Figure 2. Issey Miyake. Autumn/Winter 2017, Ready to wear collection, Hotel de Ville, Paris, 2017
In the Comme Des Garcons Autumn/Winter 2017 ready to wear collection Kawakubo challenges the established notions of sexuality in contemporary fashion (English, 2005:29). Kawakubo ignored the beauty that western clothing followed (Fukai, 2005:20), which is to use the natural shape of the human body as a reference (Fukai, 2005:21) and to use a structured and tailored fit (English, 2005:29). Western dress making uses the fabric to create an illusion that the garment is a three dimensional shape, while the Japanese designers acknowledges the two dimensional nature of the fabric which result in an excess of fabric
Kawakubo states that she designs clothes for strong, independent woman who can attract men with their brains and not their bodies (English, 2005:33).
Figure 3. Rei Kawakubo. Comme Des Garcons Autumn/Winter 2017, Ready to wear collection, Paris, 2017.
Yamamoto, Miyake and Kawakubo used their collections to challenge the western norms and ideals and as a result changed the way how the western society views fashion today. These Japanese designers brought a new and unique look to the westernised fashion world which was not present before by “rejecting every notion of what glamour should be, or the fashionable silhouette should look like” (Loscallpo, 2009:4).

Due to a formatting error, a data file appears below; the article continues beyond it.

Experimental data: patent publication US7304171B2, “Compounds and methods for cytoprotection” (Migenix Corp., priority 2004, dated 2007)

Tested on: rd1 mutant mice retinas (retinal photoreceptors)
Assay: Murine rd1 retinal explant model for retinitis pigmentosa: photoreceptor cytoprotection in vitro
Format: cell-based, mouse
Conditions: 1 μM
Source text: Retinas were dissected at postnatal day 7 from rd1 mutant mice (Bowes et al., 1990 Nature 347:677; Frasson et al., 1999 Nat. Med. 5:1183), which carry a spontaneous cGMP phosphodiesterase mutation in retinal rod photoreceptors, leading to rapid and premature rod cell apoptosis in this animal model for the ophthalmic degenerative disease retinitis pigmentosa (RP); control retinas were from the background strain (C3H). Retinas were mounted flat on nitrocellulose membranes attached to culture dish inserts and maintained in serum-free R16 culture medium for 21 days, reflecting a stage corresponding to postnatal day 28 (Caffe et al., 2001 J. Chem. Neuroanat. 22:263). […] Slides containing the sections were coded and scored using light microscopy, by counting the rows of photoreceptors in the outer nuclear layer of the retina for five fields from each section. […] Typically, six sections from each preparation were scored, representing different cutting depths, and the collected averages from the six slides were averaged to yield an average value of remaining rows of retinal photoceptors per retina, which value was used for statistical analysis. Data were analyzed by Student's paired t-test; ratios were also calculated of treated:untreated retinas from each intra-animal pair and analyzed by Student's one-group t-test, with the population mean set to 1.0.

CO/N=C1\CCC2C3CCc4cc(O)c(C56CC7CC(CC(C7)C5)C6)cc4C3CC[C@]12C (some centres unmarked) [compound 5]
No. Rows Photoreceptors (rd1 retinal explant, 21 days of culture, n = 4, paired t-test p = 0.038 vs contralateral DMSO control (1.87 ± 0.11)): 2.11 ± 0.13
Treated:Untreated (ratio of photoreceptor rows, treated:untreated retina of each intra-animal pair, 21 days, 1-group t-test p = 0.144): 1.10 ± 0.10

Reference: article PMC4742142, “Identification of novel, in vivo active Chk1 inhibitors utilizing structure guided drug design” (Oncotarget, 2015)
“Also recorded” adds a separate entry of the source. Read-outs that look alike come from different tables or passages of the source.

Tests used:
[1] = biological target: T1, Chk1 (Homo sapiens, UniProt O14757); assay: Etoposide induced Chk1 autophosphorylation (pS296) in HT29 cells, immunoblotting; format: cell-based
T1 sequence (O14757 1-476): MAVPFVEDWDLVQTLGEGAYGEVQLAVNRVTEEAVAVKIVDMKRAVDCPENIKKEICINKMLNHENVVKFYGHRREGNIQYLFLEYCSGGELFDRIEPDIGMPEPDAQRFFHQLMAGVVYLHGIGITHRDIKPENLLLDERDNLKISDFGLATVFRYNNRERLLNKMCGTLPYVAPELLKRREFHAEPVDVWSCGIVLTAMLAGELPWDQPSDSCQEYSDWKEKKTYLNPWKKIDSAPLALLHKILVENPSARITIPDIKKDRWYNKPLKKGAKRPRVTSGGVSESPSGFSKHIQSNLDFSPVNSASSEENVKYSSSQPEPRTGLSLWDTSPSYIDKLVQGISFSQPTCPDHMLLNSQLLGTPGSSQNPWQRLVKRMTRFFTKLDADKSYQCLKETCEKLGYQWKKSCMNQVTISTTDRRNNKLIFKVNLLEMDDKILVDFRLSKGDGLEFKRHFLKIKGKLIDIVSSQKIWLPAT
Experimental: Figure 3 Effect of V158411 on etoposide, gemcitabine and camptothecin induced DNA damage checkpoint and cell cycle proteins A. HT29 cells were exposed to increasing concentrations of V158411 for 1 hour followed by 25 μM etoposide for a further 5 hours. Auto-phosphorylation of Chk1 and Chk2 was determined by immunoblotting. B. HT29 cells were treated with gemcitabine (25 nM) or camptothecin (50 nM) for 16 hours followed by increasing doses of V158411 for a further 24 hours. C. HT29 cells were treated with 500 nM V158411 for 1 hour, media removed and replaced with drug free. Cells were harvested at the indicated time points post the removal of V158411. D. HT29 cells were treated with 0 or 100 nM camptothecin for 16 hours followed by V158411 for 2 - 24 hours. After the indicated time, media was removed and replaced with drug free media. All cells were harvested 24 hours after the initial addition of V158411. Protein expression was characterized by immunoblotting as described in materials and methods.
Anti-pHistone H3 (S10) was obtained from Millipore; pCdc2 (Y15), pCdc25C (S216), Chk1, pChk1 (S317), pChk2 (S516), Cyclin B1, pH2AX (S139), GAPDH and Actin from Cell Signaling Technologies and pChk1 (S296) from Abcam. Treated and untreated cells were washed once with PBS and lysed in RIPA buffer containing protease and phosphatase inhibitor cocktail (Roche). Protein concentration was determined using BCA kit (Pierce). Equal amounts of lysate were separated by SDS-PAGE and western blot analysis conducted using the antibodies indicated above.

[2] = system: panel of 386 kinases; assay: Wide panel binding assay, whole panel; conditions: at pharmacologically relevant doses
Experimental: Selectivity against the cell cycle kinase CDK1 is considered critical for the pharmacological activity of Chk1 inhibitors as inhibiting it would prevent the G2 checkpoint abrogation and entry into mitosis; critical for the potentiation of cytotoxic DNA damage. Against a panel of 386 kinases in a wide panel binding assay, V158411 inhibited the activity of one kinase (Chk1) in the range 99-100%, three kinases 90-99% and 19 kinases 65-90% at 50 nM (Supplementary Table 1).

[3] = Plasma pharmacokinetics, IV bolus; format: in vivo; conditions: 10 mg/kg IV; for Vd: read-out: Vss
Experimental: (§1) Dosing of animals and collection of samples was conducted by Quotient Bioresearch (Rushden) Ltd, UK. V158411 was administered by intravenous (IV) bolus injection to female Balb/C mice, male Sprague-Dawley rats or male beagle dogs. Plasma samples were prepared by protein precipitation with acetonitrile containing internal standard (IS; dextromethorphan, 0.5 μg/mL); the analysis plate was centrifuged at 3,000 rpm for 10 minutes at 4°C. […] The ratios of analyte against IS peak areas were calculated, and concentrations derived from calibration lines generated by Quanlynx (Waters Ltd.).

For more reading:
English, B. 2005. Postmodern Japanese Fashion. In: Mitchell, L. ed. The cutting edge: Fashion from Japan. Sydney: Powerhouse, 29-41.
Evans, C. 2003. Fashion at the edge. New Haven & London. Yale University Press, 3-14.
Fukai, A. 2005. A new design aesthetic. In: Mitchell, L. ed. The cutting edge: Fashion from Japan. Sydney: Powerhouse, 19-27.
Loscailpo, F. 2009. Fashion and philosophical deconstruction. [O]. Available: http://www.dkds.dk/meia/…/RTS_Loscialpo_CEPHAD2010_DKDS.pdf [14/08/2013].
Mower, S. 2017. Comme des Garcons – Autumn Winter 2017 ready to wear. [O. ]Available at: http: http://www.vogue.co.uk/shows/autumn-winter-2017-ready-to-wear/comme-des-garcons/ [Accessed 20 March 2017].
Stecker, P. 1996. The fashion Design Manual. Australia. Macmillan education Australia Pty Ltd, 16-20.
Vogue. 2017. Model in black asymmetrical garment with black Nike shoes. [Online image] Available at: http://www.vogue.co.uk/shows/autumn-winter-2017-ready-to-wear/yohji-yamamoto/collection#27 [Accessed 20 March 2017].
Vogue. 2017. Model in foil-inspired recycling garment. [Online image] Available at: http: http://www.vogue.co.uk/shows/autumn-winter-2017-ready-to-wear/comme-des-garcons/collection#9 [Accessed 20 March 2017].
Vogue. 2017. Model wearing green inspired kimono dress with black pants. [Online image] Available at: http://www.vogue.co.uk/shows/autumn-winter-2017-ready-to-wear/issey-miyake/collection#22 [Accessed 20 March 2017].